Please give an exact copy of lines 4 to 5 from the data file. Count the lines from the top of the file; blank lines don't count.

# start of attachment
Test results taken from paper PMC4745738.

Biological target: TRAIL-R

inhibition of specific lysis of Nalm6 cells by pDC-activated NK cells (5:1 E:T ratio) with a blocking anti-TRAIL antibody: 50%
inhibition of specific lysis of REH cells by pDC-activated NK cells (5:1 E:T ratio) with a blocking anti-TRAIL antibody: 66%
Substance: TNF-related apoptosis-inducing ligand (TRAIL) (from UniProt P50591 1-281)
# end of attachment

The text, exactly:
inhibition of specific lysis of REH cells by pDC-activated NK cells (5:1 E:T ratio) with a blocking anti-TRAIL antibody: 66%
Substance: TNF-related apoptosis-inducing ligand (TRAIL) (from UniProt P50591 1-281)